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Director – Marco Bellocchio – 2023 – Italy, France, Germany – Cert. 12a – 135m


A boy is forcibly taken from his Jewish family by the Pope to be raised as a Catholic priest because he has been baptised into the Catholic faith – out in UK cinemas on Friday, April 26th

Italy, the mid-nineteenth century. The Papal States will have disappeared by 1870 as Italy moves towards unification. In the meantime, they are still under the administrative control of the incumbent pope, Pius IX.

Bologna, 1852. A maid sees off a soldier in the night following a romantic tryst. The soldier is neither here nor there; the maid, Anna Morisi (Aurore Camatti) will play a significant part in what follows. The life of a nine-child Jewish family is about to be disrupted forever.

The home of the very ordinary Mortalo family, who are Jewish: father Momolo (Fausto Russo Alesi), mother Marianna (Barbara Ronchi) and their nine children. The parents are deeply religious and raise their offspring accordingly, teaching them, among other things, to recite the Shema prayer every night before they go to sleep. One night in 1858, they are visited by the authorities under Feletti (Fabrizio Gifuni) who have come to take away one of their children under Papist law. The parents are officially informed that that their son Edgardo (Enea Sala) has been baptised a Roman Catholic, and it is therefore the duty of the State to remove him from his Jewish family and raise him as a Catholic.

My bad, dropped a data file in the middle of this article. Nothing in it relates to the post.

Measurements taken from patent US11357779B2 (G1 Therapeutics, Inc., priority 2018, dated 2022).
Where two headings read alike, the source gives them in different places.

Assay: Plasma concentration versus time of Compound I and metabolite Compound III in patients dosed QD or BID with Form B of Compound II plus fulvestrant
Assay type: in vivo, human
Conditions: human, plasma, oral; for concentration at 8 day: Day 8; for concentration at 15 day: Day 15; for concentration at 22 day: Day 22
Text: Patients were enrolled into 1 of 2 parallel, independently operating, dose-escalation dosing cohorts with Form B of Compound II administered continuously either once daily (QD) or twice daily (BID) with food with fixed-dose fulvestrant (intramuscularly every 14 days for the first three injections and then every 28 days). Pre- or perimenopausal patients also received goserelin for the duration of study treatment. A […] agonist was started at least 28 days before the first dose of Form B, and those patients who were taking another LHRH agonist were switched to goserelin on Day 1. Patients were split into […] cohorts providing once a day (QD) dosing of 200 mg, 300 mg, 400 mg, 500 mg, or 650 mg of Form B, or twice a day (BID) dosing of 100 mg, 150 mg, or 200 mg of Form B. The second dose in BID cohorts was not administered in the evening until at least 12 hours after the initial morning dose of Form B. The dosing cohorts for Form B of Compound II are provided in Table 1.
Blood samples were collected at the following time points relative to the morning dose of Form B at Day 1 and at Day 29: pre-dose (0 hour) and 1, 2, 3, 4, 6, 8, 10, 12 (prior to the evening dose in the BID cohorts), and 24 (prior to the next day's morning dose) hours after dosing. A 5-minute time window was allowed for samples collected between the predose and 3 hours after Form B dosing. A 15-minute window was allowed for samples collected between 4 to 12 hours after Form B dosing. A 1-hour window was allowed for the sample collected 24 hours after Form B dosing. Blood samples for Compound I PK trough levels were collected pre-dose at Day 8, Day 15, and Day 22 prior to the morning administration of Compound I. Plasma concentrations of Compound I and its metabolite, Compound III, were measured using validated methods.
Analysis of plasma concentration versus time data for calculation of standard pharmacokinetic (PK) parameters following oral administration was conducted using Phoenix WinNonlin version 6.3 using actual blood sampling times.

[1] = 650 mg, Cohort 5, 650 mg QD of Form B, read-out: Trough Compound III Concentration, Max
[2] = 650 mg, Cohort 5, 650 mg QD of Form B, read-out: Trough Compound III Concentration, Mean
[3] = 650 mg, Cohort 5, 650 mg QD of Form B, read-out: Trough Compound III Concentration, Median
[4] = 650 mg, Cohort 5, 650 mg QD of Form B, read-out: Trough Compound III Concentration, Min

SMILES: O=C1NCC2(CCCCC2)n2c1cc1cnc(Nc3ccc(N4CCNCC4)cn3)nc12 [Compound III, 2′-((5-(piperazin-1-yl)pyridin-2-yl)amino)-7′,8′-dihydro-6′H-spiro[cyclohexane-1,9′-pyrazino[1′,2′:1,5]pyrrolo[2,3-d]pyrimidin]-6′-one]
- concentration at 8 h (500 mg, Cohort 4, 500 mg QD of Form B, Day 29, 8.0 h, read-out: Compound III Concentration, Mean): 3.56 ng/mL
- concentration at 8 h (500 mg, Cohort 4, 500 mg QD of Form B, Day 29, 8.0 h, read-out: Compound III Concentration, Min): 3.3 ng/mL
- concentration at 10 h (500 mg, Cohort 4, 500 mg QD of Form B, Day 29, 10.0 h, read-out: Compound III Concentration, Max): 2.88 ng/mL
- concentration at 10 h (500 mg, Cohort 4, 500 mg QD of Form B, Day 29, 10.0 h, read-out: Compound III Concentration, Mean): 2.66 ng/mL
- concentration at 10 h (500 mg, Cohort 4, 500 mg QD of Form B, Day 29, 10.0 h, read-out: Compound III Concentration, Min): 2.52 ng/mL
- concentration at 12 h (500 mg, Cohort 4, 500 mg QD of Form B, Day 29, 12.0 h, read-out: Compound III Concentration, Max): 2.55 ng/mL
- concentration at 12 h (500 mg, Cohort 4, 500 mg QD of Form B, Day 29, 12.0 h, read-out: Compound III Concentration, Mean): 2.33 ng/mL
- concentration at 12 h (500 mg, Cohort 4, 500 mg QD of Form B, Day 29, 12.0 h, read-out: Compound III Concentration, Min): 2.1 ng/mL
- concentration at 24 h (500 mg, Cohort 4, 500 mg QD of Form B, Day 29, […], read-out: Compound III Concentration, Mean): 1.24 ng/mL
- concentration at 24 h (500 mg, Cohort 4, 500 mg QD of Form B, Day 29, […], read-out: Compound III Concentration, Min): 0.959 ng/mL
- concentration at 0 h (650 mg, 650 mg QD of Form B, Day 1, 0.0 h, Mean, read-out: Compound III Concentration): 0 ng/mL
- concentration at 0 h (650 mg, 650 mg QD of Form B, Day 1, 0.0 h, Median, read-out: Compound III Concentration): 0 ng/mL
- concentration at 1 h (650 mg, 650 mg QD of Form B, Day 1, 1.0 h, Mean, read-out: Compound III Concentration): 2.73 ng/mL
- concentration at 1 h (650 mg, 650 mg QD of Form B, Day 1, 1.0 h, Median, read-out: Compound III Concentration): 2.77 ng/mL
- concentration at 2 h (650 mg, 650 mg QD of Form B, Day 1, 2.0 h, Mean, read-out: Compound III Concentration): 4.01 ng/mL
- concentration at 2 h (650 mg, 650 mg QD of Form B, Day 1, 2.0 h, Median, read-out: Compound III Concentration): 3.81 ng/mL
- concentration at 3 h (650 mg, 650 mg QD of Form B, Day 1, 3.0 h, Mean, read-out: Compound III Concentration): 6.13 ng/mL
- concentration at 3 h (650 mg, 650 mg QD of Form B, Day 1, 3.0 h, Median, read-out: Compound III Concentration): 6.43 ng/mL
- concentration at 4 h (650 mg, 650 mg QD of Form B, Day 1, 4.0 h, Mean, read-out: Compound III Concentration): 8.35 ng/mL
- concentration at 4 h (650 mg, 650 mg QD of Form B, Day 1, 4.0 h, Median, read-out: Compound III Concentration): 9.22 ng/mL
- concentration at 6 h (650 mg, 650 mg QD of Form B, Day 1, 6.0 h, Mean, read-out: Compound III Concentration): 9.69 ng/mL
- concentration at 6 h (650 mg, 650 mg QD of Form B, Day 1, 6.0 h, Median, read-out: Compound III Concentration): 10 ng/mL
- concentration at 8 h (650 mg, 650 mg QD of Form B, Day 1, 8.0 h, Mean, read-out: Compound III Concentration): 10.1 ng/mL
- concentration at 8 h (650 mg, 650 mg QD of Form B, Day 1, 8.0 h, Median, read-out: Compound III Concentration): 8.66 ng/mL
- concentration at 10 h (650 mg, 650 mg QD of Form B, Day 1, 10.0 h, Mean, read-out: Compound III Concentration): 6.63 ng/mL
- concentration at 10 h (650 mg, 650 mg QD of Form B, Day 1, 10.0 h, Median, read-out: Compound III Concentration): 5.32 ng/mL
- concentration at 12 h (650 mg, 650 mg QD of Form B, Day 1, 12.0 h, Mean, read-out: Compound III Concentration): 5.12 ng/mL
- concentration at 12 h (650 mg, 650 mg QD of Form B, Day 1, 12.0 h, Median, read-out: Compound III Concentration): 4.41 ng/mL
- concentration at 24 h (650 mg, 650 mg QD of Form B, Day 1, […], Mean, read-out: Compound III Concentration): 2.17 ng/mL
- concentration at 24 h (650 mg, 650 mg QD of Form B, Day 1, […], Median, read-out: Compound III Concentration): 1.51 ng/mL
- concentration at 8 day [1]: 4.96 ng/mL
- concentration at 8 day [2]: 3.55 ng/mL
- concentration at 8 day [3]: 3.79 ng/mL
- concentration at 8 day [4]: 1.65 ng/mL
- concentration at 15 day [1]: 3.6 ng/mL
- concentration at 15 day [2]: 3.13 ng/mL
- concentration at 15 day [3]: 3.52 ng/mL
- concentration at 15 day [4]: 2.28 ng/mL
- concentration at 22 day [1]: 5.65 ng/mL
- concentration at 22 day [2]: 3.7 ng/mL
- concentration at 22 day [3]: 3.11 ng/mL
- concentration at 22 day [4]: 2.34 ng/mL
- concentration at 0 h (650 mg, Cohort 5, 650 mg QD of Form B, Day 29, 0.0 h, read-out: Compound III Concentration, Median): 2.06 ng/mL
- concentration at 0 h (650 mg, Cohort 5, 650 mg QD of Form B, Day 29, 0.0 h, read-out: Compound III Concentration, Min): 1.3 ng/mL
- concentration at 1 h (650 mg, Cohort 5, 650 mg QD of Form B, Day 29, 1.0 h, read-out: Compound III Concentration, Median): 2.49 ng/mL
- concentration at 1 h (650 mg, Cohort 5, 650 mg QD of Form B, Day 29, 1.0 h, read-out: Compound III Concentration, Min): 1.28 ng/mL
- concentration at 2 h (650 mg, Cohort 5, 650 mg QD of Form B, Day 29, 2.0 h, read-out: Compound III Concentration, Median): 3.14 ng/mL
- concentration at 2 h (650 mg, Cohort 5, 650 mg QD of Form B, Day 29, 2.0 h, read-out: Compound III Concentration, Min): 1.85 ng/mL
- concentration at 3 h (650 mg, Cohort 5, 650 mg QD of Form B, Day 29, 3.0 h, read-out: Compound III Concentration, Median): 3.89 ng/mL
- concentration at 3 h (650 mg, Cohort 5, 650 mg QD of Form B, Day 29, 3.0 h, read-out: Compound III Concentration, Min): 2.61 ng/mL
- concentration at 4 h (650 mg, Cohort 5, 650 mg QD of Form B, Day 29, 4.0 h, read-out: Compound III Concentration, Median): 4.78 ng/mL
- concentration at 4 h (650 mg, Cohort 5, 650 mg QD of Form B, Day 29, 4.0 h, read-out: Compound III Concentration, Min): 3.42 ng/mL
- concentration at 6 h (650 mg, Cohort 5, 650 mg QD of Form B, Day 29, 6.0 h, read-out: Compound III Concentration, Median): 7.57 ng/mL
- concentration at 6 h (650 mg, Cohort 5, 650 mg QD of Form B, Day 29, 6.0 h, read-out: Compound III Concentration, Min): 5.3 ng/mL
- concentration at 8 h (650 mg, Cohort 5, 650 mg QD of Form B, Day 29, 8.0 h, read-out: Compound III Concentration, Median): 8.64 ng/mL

The parents are assured that their son will be given a new home somewhere in the city where they will be able to visit his regularly, but this is a lie: after a 24-hour respite granted the family to give them a little time to come to terms with their new situation, the child is swiftly taken away the following night under cover of darkness to a Catholic boarding school in Rome where Jewish boys are instructed in the Catholic faith by none other than the Pope himself (Paolo Pierobon). Determined to remain true to the faith of his parents, Edgardo secretly recites the Shema under the bedclothes every night in the dormitory. During the day, he and his fellow pupils are required to attend Catholic services and recite liturgies in Latin.

Edgardo is swiftly befriended by one of the boys, who offers advice about how to survive and give the school authorities what they want. He plays along, but, perhaps inevitably, the Catholic schooling to which he is being exposed slowly seeps into his consciousness even as he tries to keep his Jewish heritage alive. At one point he has a vision in which he approaches the statue of Jesus Christ crucified, who he has now been taught as having been killed by the Jews, and removes the nails from the statue’s hands and feet. As the years pass, he slowly undergoes conversion to Catholicism so that, by the time he is a young man, Edgardo (Leonardo Maltese) is ordained as a priest within the Catholic Church.